A US House of Representatives committee has issued a report linking the Irish Republican Army to international terror groups in Colombia. Sinn Fein leader Gerry Adams denies the accusations.
Is the IRA expanding its network to South America?
"The Irish Republican Army (IRA) has not trained rebels in Colombia," the Irish republican group Sinn Fein insisted after Wednesday’s publication of a US report showing a connection between the IRA and Colombian terrorists.
The report, compiled by the US House of Representatives Committee on International Relations, presented findings from a special nine-month investigation into the activities of the IRA in Colombia. In the report, the House committee stated that several years of training from the IRA had enabled Colombian guerrillas to improve their proficiency in waging "urban terrorism".
The investigation, which was originally formed to examine the connection between Colombia, drugs and international terrorism, concluded that the IRA has maintained contact with the leftist Revolutionary Armed Forces of Columbia (FARC) for at least five years. Along with Iranians, Cubans and members of the ETA (Basque separatists), the IRA has been "sharing techniques, honing their terrorism skills, using illicit drug proceeds in payment and collectively helping to challenge the rule of law in Colombia", the House report stated.
Statements by the Commander in Chief of Colombia’s armed forces, General Fernando Tapias, reinforced the connection between the IRA and the FARC. During a hearing on Wednesday in front of the House International Relations committee, Tapias claimed that at least seven, and possibly 15, members of the IRA have helped train FARC guerillas in his country.
Last year in August, three Irishmen were arrested in the FARC-controlled territory of southern Colombia. Allegedly prominent members of the IRA, the men were caught carrying false passports and bearing traces of explosives. They are expected to go on trial this year on charges of teaching bomb-making skills to the FARC.
General Tapias said that throughout the last several years IRA members "have entered particular zones, where they are actively buttressing the terrorist procedures and activities of the FARC and we have noted the FARC modus operandi have been modified as a result of some terrorist training".
The House committee took note of the general’s comments and concluded in their report "it appears IRA members have been training in the FARC safe haven in explosives management, including mortar and possibly car-bomb urban terrorist techniques."
The committee also noted similarities between IRA techniques and those recently employed by the FARC in Colombian cities such as the use of mobile mortars mounted on trucks or pickups and secondary explosions to hit those who respond to a first explosion.
Sinn Fein retaliation
Sinn Fein, the political wing of the IRA, and Irish nationalist sympathizers in the US have dismissed Wednesday’s report as pure speculation.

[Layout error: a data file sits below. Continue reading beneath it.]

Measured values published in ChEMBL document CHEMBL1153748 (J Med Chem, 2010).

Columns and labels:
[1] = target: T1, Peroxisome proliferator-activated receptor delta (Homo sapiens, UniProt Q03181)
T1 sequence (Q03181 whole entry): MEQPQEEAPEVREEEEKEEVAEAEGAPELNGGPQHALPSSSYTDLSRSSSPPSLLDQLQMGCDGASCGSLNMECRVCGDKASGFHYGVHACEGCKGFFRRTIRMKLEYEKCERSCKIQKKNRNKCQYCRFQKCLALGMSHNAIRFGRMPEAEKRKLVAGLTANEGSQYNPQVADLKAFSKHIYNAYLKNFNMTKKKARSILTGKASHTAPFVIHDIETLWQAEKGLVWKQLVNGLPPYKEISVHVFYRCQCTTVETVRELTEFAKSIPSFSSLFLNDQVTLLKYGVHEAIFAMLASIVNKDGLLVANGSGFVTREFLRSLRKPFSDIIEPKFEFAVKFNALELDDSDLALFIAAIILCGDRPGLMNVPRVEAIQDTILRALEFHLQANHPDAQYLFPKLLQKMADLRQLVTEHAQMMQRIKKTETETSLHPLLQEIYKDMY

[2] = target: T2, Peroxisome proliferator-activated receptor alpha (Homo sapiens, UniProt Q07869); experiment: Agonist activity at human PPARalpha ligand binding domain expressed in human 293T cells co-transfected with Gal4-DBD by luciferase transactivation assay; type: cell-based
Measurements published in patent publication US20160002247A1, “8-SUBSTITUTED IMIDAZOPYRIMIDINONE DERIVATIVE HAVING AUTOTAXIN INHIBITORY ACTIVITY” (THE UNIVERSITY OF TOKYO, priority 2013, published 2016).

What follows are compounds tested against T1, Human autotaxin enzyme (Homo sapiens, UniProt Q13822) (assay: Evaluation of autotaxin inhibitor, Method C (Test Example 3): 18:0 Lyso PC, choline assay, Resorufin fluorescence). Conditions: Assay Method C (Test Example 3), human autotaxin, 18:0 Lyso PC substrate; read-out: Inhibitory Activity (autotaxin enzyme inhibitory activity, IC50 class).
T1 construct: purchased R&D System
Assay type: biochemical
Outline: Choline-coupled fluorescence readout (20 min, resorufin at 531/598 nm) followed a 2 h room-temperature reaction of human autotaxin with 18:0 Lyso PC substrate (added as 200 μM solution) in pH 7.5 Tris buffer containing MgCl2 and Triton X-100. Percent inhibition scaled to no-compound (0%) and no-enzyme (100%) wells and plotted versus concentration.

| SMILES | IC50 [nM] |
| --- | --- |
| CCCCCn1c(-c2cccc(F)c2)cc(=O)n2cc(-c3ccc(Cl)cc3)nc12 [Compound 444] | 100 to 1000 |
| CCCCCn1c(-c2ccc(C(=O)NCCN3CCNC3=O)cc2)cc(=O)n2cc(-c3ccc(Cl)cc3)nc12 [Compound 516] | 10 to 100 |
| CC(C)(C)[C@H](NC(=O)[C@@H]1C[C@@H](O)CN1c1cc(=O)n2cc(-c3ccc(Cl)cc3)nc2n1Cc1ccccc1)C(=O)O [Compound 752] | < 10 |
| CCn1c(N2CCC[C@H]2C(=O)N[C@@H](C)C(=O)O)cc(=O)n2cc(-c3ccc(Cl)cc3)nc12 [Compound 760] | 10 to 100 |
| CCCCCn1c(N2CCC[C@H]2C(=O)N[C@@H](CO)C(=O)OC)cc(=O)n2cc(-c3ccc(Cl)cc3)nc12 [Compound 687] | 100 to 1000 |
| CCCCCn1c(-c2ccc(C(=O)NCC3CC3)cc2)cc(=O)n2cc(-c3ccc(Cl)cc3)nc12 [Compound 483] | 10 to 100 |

Gerry Adams, leader of Sinn Fein, rejected the findings of the House investigation. There is "nothing to back up these assertions," he said. He referred to the report as "allegation, innuendo and rumor, lots of qualifications, caveats and conditions, but nothing to back them up".
In a statement released late Wednesday, the IRA said its leadership had sent "no one to Colombia to train or to engage in any military cooperation with any group. The IRA has not interfered in the internal affairs of Colombia and will not do so."
The IRA accused the House investigation committee of using the arrest of the three Irishmen to "undermine and subvert the democratic peace process." The case against the three men is being "used again in an intense way by opponents of the peace process in Ireland and Britain", the Northern Irish group said.
Terrorists or peace makers?
The House hearing on Wednesday and the controversy surrounding the report is indicative of a growing divide between US lawmakers who advocate zero tolerance for terrorism and those who want to make exceptions for certain ‘freedom fighters’ like the IRA.
Several pro-Irish representatives were deeply disturbed by the House’s investigation, which they regarded as factually insufficient. They say the allegations against the IRA could be an attempt to weaken the Irish nationalist cause in Northern Ireland, where a peace accord was agreed to four years ago.
Democrat William Delahunt from Massachusetts said, "Unfortunately we have been presented with a report short on facts and replete with speculation, and surmise and opinion, much of which I disagree with".
Peter King, a New York Republican with strong ties to Northern Ireland, said the House report was wrong and misleading. His fellow representative Chris Smith from New Jersey said, "The enemies of the Northern Ireland peace process are likely to be disappointed .. because there is no evidence proving any link between Sinn Fein and the IRA and paramilitaries in Colombia."